After two months out of the classroom, I returned to my thirty-six fifth graders this past week. Just eleven months ago my husband, Jim, was diagnosed with stage IV cancer. He died February 19, 2014 at just 53 years old. Half of my students were looped, and they knew last spring that 'Mr. McConnell was very ill' and that I was taking off a few days a week through the end of the school year to help him 'get well'. What they didn't know was that he had cancer, and during the spring he had three surgeries and almost lost his life twice.
Over the summer and after radiation, his health stabilized and the new school year started with more of a routine. I was out every third Friday for our chemotherapy appointments. I was able to get the same sub, Mr. Ma who grew to know them and their routine. Over Thanksgiving break, my husband Jim's health took a turn for the worse and it was time to explain more about my absences to my students and their parents.
I really did not intend to tell them that day. The kids were making a joke about all the coughing that was going on in the classroom during this particularly bad flu season, and I just lost it. I'd been worried all year about bringing germs home to my immune compromised husband, and here these 10 year old were joking about it. I just started crying in frustration, exhaustion and sadness. So I told them. With tears, they listened to my fifth grade version of our story.
Over Christmas break Jim went back in the hospital with extreme difficulty breathing. I joked how considerate it was of him to be hospitalized again during my time off school. He was put on oxygen and we returned home, just in time for me to go back to school. The students often asked about him, especially after I'd missed a day of class. Some expressed hopes that he would 'get well soon', though I knew in my heart that was not likely to happen.
In the beginning of February, Jim was diagnosed with two extremely nasty opportunistic infections which required IV antibiotics every four hours. I had to take more time off as he was hospitalized and I learned how to administer at home injections. The week before our 'ski week' break, I was only at school one day. True to his form, Jim was admitted to the hospital just two days before the break and he died the Wednesday of ski week, while the kids were on vacation.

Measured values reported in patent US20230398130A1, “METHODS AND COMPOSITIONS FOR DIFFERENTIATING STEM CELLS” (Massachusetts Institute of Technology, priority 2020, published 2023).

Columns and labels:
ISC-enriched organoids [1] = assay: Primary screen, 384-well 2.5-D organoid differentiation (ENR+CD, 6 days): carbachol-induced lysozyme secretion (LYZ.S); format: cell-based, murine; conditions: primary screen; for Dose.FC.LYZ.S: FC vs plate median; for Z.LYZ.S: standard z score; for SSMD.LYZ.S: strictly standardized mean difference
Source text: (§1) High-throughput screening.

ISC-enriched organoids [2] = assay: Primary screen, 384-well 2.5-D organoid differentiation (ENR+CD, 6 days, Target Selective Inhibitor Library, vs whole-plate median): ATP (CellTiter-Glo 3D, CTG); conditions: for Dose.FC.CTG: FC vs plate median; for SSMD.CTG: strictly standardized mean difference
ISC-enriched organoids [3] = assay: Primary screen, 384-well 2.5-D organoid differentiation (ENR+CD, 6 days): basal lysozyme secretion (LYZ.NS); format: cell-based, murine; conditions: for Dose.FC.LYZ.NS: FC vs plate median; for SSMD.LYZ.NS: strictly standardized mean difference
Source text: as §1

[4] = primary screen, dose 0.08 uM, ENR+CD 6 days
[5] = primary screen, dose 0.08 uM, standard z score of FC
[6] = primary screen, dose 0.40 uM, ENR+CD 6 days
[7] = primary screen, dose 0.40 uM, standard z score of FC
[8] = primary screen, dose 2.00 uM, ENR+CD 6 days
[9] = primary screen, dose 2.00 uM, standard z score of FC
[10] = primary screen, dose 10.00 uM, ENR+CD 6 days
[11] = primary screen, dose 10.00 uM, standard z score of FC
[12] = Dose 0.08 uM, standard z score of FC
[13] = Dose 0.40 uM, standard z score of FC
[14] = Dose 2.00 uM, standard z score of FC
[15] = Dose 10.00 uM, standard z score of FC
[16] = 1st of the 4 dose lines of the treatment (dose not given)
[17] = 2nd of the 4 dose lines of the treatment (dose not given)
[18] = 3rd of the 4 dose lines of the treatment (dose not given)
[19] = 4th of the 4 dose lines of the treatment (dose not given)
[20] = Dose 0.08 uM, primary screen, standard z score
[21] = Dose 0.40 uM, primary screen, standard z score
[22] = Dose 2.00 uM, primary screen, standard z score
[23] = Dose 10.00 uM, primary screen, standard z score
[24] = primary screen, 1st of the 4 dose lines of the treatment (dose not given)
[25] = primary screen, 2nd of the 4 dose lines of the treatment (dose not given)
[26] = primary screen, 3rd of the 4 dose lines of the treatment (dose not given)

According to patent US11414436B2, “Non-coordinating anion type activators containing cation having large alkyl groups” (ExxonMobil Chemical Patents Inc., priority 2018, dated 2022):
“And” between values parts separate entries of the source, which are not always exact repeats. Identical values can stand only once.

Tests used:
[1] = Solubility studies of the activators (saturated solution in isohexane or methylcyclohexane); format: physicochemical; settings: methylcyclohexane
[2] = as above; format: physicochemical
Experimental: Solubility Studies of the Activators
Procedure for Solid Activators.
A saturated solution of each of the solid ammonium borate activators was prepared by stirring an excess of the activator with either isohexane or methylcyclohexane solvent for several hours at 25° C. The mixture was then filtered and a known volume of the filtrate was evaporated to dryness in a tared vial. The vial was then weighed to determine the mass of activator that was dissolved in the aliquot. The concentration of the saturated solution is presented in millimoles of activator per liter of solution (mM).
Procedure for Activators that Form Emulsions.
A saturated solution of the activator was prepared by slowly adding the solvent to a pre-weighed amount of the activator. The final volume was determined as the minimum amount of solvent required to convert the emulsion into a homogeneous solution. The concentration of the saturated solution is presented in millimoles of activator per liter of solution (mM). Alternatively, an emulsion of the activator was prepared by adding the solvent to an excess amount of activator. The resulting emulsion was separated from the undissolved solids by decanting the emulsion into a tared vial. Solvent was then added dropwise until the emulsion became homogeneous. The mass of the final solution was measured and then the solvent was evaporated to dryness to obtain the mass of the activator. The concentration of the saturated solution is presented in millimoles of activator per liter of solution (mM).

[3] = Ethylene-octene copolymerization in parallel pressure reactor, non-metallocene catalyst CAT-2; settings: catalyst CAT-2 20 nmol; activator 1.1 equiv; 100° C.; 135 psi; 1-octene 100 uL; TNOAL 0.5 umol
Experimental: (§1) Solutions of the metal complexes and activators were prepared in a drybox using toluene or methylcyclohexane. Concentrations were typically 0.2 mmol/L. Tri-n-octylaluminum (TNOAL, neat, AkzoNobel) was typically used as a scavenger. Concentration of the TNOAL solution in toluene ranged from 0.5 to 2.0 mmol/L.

Upon their return to school, our principal informed my students of my loss. They sent cards and a poster, 'Get well soon, we miss you'. Some of their parents attended Jim's memorial service. +Kristi Schwiebert is a mentor and friend of mine and her son has been in my class for two years now. She asked him if he wanted to come to Mr. McConnell's service. Kristi's son echoed the fears of many of my kids when he said, "No, I don't want to see Mrs. McConnell so sad." His words touched my heart.
My students were typical kids and were not very well behaved for my long term sub. Fortunately, I teach with some amazing colleagues who helped her through it. After about a month I decided to come back on April 2, 45 days after Jim's death. There is no right time and it would never be easy. But I had a strategy. I'd come back on a Wednesday, a short day, three days before spring break, to ease me and my kids into it. I contacted The Center for Living with Dying to get some ideas for activities to help my students process our shared grief. I contacted our staff and let them know how fragile I was and to not look at me with those sad, I'm sorry eyes before I had to see my kids in the morning.
And so, armed with grief management activities, the love and support of my co-workers and morning meditation, I returned to class. The kids were peeking in the small door window that morning before class. I knew they'd wondered, 'would I act the same? Would I look the same? Would I be the same?' I wanted to be the same fun Mrs. McConnell they knew and loved, but how could I be? I was barely breathing I was so sad. But then I saw their joy at my return and it was infectious. We had a group hug, all 36 of them! I was surrounded by love and hugs and happiness.
We did our grief processing with some tears, theirs not mine. I held it together until the end of the day when I was sharing with them how hard it was for me to come back, but how easy they made it. Then I cried, just a little. But I think it was good for them to see my emotion. By Friday they were up to their old shenanigans and as 10 year olds will, they've moved on. Inside, I am still incredibly sad, but they've taught me an important lesson. Life does go on.